Options

6 Replies

Help I don't get it. It is said that Donald trump invest mostly in option for real estate. That's how he became famous. Can some one break it down for me and explain it to me like I'm a 10 year old kid.

An option is a contract between a buyer and a seller.  It gives the buyer the right, but not obligation to buy a property, usually at some specified price.  The seller is obligated to sell by an option, if the buyer chooses to buy.  The buyer pays the seller a "premium" when they buy the option.  In real estate, this might be called "option money".  If the buyer chooses to "exercise" their option and buy the property, the option money is typically applied to the purchase price.  If the buyers doesn't exercise the option before it expires, the option is worthless and the seller keeps the option money.

@Jon Holdman  is correct and here is an example to illustrate.  You see a lot in an area of town that is zoned single family.  Currently it is worth $100,000, but you know if it is rezoned to commercial it would be worth $200,000.  You find the owner and offer them $5,000 as an option to buy the lot for $100,000 within six months ( like the price of the option the length of the option is negotiable).    They agree and you immediately set about getting the property rezoned. If you're successful at getting it rezoned commercial you pay the owner the other $95,000 to buy the property and then put it on the market for $200,000.  If you fail to rezone it before your six month option runs out the owner keeps your $5k and can now sell it to someone else, which they couldn't do while you held an option. 

What other scenarios would one use just an option as opposed to a lease option? They seem to basically function for the same purpose of holding a property til you can get a buyer. Would the difference be that the lease is preferable in a case where you could rent it out to cover your cost to hold it? 

What you're asking about is a "Sandwich Lease" search that on BP.

The option gives you the right to purchase, a lease gives you the right to occupy or control the property physically. These are separate contracts but we call them a lease-option when used together. 

While by custom, most sellers will wait to sell honoring the intent of an option, however they are not required to legally. A property with an active option can be sold "subject to" that option. Then, any buyer will be obligated to sell if the option holder desires to buy at that originally agreed price. An option "runs with title" as an encumbrance. 

Another bit of misinformation about options, an option does not give you an equitable interest in the property, your interest is only in the option contract.  You can sell your option contract.

Rezoning a property as mention above can take longer than 6 months to accomplish, notice of rezoning must be given and there is time allowed for public comment, this can put you well over 6 months, so if that is the plan, use an option of 1 year.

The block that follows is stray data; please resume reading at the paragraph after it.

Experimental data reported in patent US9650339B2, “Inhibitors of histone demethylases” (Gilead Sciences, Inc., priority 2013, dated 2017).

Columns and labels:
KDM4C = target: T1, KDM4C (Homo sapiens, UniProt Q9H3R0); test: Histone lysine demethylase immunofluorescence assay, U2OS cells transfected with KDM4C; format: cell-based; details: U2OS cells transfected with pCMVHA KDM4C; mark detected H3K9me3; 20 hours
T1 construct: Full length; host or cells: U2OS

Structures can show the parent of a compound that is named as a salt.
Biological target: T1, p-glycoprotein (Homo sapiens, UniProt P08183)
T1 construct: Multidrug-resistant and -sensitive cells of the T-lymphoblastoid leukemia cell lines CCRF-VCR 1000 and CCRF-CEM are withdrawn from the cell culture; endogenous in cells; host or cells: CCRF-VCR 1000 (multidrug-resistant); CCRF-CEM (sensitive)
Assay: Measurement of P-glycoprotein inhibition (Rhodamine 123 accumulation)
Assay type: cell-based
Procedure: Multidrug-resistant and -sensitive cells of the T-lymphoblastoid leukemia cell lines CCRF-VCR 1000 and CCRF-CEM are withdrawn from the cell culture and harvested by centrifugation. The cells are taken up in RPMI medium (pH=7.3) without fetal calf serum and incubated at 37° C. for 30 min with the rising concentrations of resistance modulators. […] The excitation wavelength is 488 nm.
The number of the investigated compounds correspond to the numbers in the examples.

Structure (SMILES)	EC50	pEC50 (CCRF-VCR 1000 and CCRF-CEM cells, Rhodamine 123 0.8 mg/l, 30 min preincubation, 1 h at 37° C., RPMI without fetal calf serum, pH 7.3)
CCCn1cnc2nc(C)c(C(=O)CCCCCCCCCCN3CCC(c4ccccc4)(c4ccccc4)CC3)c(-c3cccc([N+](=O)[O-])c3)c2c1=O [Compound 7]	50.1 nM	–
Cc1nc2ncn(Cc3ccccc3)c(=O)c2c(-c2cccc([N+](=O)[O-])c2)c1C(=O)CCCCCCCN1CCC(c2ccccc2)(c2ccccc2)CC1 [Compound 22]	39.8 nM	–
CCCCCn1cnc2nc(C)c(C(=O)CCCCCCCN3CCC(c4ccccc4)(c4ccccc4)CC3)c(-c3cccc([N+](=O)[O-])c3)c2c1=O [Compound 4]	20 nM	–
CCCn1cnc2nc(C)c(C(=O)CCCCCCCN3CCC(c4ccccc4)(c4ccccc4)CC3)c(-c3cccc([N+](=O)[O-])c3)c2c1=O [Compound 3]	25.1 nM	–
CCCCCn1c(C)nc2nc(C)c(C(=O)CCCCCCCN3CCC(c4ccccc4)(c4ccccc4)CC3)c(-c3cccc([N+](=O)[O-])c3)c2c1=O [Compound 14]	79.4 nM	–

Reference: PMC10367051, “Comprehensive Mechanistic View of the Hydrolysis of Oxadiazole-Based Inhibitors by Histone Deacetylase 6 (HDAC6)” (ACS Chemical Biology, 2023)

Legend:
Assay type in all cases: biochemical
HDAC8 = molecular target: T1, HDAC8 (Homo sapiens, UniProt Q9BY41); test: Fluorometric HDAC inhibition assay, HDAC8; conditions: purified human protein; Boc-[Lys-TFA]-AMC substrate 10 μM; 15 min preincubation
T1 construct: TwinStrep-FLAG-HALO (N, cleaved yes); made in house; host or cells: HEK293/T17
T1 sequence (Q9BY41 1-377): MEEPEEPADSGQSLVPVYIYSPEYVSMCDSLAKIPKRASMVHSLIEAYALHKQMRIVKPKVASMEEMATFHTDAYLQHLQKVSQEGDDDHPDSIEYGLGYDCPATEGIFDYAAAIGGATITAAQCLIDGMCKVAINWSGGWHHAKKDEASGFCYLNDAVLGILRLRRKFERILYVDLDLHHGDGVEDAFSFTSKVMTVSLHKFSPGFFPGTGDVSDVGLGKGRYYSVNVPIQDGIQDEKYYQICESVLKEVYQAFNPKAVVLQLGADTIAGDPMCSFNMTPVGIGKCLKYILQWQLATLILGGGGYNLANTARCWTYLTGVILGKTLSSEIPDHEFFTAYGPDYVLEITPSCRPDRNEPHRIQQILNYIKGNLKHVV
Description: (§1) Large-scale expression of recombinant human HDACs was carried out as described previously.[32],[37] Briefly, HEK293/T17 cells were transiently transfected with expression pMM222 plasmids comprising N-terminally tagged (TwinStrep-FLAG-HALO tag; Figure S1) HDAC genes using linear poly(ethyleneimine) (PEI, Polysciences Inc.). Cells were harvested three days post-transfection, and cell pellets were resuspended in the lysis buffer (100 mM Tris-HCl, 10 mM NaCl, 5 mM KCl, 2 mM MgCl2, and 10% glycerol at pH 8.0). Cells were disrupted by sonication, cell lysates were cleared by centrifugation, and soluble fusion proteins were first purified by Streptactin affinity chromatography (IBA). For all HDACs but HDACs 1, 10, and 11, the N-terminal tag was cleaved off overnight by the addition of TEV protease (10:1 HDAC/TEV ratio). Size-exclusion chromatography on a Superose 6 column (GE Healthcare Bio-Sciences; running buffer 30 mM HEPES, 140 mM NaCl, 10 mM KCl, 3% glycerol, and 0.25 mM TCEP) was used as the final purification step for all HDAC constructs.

Laws changed this year, options greater than 12 months will be determined to be a sale, talk to a CPA before getting into longer term options. 

Search for current posts about options, you'll find many of my posts about changes.

Good luck :)

    

Originally posted by @Bill Gulley :

What you're asking about is a "Sandwich Lease" search that on BP.

The option gives you the right to purchase, a lease gives you the right to occupy or control the property physically. These are separate contracts but we call them a lease-option when used together. 

While by custom, most sellers will wait to sell honoring the intent of an option, however they are not required to legally. A property with an active option can be sold "subject to" that option. Then, any buyer will be obligated to sell if the option holder desires to buy at that originally agreed price. An option "runs with title" as an encumbrance. 

Another bit of misinformation about options, an option does not give you an equitable interest in the property, your interest is only in the option contract.  You can sell your option contract.

    

Thanks Bill.  That was informative.  Didn't know that.  As far as sandwich lease options,  I was wondering just about the difference between regular options,  not sandwich lease options,  and in what scenarios investors use them without a lease,  if at all.  Maybe they dont(?).  

In particular I've been trying to figure out how flex options work :

So how do flex options work in FL? 

If you wouldn't mind checking that out.  

Originally posted by @Bill Gulley :

... 

A property with an active option can be sold "subject to" that option. Then, any buyer will be obligated to sell if the option holder desires to buy at that originally agreed price. An option "runs with title" as an encumbrance.     

Ah,  OR the buyer could purchase the option their self to remove the encumbrance correct? I'm assuming the original seller would point out the existing option that the buyer would need to purchase in order to obtain title free of the option correct?  

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